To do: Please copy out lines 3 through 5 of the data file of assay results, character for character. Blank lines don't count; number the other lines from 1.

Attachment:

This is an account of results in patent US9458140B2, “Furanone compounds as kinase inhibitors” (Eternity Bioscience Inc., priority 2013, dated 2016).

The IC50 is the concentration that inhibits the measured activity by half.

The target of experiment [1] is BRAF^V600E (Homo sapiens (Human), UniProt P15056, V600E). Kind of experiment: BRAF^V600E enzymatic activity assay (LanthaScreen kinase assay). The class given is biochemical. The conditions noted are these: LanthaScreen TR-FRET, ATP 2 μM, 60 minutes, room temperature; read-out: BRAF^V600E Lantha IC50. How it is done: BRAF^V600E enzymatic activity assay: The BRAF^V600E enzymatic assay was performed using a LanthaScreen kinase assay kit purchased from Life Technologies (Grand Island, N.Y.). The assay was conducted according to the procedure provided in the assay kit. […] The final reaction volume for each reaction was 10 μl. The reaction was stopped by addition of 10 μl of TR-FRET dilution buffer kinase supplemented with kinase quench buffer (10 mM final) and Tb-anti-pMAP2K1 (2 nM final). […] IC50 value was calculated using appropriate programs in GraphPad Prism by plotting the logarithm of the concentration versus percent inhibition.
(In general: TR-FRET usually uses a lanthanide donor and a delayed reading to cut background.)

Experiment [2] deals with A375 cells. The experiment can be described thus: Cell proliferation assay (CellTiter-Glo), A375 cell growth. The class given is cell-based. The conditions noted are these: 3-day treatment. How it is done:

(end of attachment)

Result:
The target of experiment [1] is BRAF^V600E (Homo sapiens (Human), UniProt P15056, V600E). Kind of experiment: BRAF^V600E enzymatic activity assay (LanthaScreen kinase assay). The class given is biochemical. The conditions noted are these: LanthaScreen TR-FRET, ATP 2 μM, 60 minutes, room temperature; read-out: BRAF^V600E Lantha IC50. How it is done: BRAF^V600E enzymatic activity assay: The BRAF^V600E enzymatic assay was performed using a LanthaScreen kinase assay kit purchased from Life Technologies (Grand Island, N.Y.). The assay was conducted according to the procedure provided in the assay kit. […] The final reaction volume for each reaction was 10 μl. The reaction was stopped by addition of 10 μl of TR-FRET dilution buffer kinase supplemented with kinase quench buffer (10 mM final) and Tb-anti-pMAP2K1 (2 nM final). […] IC50 value was calculated using appropriate programs in GraphPad Prism by plotting the logarithm of the concentration versus percent inhibition.
(In general: TR-FRET usually uses a lanthanide donor and a delayed reading to cut background.)

Experiment [2] deals with A375 cells. The experiment can be described thus: Cell proliferation assay (CellTiter-Glo), A375 cell growth. The class given is cell-based. The conditions noted are these: 3-day treatment. How it is done: